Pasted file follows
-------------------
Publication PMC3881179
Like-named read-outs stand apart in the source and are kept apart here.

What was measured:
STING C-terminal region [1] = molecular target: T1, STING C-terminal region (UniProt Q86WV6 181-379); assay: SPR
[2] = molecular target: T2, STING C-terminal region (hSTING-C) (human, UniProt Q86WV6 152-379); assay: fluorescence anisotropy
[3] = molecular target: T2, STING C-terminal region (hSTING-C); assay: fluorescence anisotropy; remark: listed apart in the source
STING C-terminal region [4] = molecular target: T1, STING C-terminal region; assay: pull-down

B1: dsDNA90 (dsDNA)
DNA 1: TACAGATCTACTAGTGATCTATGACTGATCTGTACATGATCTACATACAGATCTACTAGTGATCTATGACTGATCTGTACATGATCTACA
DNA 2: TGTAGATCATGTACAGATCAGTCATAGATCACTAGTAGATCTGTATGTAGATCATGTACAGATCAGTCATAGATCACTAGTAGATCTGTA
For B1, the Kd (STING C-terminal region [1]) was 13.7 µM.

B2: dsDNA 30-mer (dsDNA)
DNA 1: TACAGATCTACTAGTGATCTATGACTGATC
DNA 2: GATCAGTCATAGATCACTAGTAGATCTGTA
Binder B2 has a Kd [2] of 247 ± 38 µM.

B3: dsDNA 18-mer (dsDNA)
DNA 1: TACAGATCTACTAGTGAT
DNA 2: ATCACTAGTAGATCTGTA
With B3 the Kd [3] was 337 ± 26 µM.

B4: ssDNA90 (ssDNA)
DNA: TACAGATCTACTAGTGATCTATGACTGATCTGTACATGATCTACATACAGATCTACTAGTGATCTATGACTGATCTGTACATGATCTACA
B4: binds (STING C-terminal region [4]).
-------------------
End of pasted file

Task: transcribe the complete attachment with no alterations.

Publication PMC3881179
Like-named read-outs stand apart in the source and are kept apart here.

What was measured:
STING C-terminal region [1] = molecular target: T1, STING C-terminal region (UniProt Q86WV6 181-379); assay: SPR
[2] = molecular target: T2, STING C-terminal region (hSTING-C) (human, UniProt Q86WV6 152-379); assay: fluorescence anisotropy
[3] = molecular target: T2, STING C-terminal region (hSTING-C); assay: fluorescence anisotropy; remark: listed apart in the source
STING C-terminal region [4] = molecular target: T1, STING C-terminal region; assay: pull-down

B1: dsDNA90 (dsDNA)
DNA 1: TACAGATCTACTAGTGATCTATGACTGATCTGTACATGATCTACATACAGATCTACTAGTGATCTATGACTGATCTGTACATGATCTACA
DNA 2: TGTAGATCATGTACAGATCAGTCATAGATCACTAGTAGATCTGTATGTAGATCATGTACAGATCAGTCATAGATCACTAGTAGATCTGTA
For B1, the Kd (STING C-terminal region [1]) was 13.7 µM.

B2: dsDNA 30-mer (dsDNA)
DNA 1: TACAGATCTACTAGTGATCTATGACTGATC
DNA 2: GATCAGTCATAGATCACTAGTAGATCTGTA
Binder B2 has a Kd [2] of 247 ± 38 µM.

B3: dsDNA 18-mer (dsDNA)
DNA 1: TACAGATCTACTAGTGAT
DNA 2: ATCACTAGTAGATCTGTA
With B3 the Kd [3] was 337 ± 26 µM.

B4: ssDNA90 (ssDNA)
DNA: TACAGATCTACTAGTGATCTATGACTGATCTGTACATGATCTACATACAGATCTACTAGTGATCTATGACTGATCTGTACATGATCTACA
B4: binds (STING C-terminal region [4]).